Arabica fruits contain 18% aromatic oils and about 1.5% caffeine. The taste of Arabica in the finished drink is sweetish with a slight sourness. The best varieties of Arabica are Bourbon, Maragogype and Typica.


The height of the Kanefora coffee tree or simply Robusta in nature can reach 10 meters. But with mass cultivation, it is pruned and arranged in the form of small trees.

Robusta flowers are pale pink in color, and the fruits are greenish or brownish-grayish. This tree was first discovered in the Congo Basin in Africa.

Today, Robusta trees are grown both in Africa and Asia, mainly on lowland plantations. The plant is quite unpretentious in care. It tolerates temperature changes well, resistant to diseases and pests. In a year, up to 15 crops can be harvested from a Robusta coffee plantation. It is because of the unpretentiousness and high yield that it is very profitable to grow Robusta.

In the fruits of Robusta

contains 8% aromatic oils and up to 3.5% caffeine. The taste of this type of coffee is very specific and quite strong. Because of this, it is most often used to add strength to coffee blends. The taste of Robusta also improves during the production of instant coffee. Despite the lower palatability compared to Arabica, Robusta makes up 30% of all coffee produced.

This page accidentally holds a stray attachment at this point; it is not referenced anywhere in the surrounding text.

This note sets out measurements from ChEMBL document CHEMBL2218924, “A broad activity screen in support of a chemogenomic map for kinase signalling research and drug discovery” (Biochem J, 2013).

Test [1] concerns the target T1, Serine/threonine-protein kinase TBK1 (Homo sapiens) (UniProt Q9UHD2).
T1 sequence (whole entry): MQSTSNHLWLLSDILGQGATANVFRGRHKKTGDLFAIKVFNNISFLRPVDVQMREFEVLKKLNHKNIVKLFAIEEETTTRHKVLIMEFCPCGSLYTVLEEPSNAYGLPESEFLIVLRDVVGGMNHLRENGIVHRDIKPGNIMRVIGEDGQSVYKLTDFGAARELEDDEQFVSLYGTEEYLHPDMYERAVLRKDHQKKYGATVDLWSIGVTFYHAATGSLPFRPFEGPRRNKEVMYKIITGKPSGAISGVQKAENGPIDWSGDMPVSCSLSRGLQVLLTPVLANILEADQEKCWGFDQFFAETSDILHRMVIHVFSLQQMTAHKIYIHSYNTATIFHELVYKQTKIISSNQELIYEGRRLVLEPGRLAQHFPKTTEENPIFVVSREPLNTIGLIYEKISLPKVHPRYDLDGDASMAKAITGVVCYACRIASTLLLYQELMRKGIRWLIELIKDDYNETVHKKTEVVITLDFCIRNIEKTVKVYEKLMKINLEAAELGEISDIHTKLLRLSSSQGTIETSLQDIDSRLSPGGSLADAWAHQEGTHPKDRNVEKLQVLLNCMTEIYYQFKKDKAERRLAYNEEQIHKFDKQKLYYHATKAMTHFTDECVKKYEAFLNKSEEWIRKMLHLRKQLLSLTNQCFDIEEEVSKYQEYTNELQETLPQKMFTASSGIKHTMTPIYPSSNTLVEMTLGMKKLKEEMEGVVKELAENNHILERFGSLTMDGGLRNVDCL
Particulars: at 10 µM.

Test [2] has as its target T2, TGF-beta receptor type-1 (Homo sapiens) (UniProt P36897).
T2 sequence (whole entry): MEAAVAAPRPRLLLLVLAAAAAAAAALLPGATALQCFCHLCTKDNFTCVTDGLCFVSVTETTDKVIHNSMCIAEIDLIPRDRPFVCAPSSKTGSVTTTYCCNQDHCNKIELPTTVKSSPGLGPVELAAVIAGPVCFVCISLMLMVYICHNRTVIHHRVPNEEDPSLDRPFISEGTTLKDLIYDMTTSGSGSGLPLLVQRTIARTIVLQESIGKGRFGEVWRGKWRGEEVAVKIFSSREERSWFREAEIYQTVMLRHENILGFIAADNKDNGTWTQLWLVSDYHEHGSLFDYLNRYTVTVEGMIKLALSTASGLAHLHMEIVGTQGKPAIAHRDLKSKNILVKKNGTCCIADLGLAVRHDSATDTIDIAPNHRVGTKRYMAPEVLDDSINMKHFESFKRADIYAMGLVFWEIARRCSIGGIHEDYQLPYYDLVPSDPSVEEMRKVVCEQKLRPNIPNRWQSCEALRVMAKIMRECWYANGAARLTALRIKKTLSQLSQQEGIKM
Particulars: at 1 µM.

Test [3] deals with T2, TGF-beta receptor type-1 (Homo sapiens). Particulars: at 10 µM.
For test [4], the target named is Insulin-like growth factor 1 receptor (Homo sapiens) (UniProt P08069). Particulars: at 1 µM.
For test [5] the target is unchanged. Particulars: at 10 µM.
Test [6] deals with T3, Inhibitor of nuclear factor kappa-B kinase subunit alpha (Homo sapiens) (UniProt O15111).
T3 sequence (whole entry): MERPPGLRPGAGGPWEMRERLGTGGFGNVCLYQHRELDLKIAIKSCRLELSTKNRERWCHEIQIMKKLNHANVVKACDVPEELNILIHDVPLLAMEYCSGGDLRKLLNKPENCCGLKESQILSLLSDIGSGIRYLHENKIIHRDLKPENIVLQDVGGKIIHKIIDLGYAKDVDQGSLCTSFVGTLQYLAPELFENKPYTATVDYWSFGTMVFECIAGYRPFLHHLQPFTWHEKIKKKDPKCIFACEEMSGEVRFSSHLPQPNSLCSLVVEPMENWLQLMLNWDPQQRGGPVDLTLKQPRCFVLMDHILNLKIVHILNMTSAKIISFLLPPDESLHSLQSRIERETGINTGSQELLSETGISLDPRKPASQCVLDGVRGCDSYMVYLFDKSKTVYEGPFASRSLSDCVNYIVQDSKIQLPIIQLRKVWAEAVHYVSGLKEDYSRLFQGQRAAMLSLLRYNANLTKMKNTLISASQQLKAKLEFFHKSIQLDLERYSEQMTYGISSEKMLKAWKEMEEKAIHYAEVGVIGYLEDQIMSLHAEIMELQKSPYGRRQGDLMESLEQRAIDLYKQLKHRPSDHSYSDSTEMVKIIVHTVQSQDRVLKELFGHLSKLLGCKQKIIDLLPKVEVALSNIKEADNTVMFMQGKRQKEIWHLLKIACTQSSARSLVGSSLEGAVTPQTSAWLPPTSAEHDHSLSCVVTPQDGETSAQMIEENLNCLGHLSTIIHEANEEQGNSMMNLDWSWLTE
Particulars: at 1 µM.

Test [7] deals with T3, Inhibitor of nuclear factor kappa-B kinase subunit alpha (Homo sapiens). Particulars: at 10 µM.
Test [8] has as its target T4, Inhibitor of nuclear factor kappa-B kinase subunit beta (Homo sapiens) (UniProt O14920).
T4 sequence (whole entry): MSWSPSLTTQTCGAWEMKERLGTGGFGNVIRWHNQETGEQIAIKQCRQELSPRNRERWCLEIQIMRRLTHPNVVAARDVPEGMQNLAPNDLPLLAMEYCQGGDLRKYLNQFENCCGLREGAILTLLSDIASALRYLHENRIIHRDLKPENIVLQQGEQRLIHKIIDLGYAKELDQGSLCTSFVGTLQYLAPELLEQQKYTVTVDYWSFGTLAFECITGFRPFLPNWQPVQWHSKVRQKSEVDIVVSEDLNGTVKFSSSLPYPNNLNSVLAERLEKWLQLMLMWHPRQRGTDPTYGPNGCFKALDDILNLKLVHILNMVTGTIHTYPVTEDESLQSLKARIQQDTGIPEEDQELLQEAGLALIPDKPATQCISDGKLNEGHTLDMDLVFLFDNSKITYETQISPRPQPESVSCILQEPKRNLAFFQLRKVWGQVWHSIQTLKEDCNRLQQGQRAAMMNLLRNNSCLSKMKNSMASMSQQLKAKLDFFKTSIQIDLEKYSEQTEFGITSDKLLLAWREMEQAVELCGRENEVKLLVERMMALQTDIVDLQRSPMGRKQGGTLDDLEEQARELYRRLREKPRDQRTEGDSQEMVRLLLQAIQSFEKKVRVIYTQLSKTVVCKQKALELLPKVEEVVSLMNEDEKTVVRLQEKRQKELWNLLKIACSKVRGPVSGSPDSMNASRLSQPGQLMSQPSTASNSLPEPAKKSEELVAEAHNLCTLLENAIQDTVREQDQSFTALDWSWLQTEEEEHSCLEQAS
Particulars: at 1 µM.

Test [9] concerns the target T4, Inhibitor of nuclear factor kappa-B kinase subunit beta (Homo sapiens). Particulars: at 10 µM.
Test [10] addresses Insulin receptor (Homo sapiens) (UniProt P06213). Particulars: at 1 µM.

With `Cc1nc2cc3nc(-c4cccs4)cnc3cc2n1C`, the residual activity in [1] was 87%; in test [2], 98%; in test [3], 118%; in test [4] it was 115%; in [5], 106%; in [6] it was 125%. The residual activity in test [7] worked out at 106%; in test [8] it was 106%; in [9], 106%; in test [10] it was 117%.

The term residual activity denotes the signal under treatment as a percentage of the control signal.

Arabica and Robusta

in turn are divided into many varieties depending on the region of origin. All varieties differ from each other both in taste and aromatic properties.

In addition to varieties, there is also a coffee classification according to the quality of the grains obtained. For example, SHG – coffee from the mountainous regions, HG – coffee from the foothills, MG or CS – coffee from the lowland plantations; HB – coffee with hard grains; A – best quality coffee, B – average quality coffee, C – poor quality coffee, AA – best, AB – good, BA – average, BB – low quality.